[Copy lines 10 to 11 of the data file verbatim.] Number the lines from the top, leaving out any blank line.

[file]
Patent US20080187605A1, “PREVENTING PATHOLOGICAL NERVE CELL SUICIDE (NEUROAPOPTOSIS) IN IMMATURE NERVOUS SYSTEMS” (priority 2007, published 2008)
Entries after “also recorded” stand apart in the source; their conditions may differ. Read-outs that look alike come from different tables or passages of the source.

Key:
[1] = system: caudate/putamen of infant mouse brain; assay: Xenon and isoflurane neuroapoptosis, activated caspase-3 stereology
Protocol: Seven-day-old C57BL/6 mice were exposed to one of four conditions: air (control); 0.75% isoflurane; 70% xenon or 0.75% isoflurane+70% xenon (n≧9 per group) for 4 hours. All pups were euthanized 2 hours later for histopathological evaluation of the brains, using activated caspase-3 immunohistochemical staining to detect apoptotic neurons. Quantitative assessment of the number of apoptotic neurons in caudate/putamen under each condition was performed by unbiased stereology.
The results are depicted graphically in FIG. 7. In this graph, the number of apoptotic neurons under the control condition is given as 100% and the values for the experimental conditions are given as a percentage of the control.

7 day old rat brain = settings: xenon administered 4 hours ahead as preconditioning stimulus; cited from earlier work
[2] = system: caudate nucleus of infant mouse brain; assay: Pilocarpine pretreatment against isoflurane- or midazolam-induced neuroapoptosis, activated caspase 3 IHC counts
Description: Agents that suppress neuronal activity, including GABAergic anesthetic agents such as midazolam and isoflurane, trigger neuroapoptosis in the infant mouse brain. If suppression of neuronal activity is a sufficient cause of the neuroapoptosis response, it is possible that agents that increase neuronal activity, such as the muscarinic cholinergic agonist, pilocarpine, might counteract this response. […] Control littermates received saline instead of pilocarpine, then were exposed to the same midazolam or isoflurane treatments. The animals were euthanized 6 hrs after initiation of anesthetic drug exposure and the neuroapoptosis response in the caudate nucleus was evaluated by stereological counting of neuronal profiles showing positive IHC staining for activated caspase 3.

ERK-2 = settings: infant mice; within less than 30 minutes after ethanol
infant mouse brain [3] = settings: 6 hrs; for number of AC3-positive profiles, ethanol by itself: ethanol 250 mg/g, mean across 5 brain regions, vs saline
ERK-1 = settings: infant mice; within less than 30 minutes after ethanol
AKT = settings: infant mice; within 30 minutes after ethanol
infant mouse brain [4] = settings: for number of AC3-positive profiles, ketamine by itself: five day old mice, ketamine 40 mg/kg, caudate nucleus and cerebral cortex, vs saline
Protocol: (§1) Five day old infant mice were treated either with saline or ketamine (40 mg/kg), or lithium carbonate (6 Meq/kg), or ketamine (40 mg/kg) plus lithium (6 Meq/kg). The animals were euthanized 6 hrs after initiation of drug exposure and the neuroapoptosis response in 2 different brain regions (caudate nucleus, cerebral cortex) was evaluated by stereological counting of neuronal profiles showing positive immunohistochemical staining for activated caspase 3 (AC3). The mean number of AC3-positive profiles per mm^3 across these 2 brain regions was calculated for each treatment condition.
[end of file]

ERK-2 = settings: infant mice; within less than 30 minutes after ethanol
infant mouse brain [3] = settings: 6 hrs; for number of AC3-positive profiles, ethanol by itself: ethanol 250 mg/g, mean across 5 brain regions, vs saline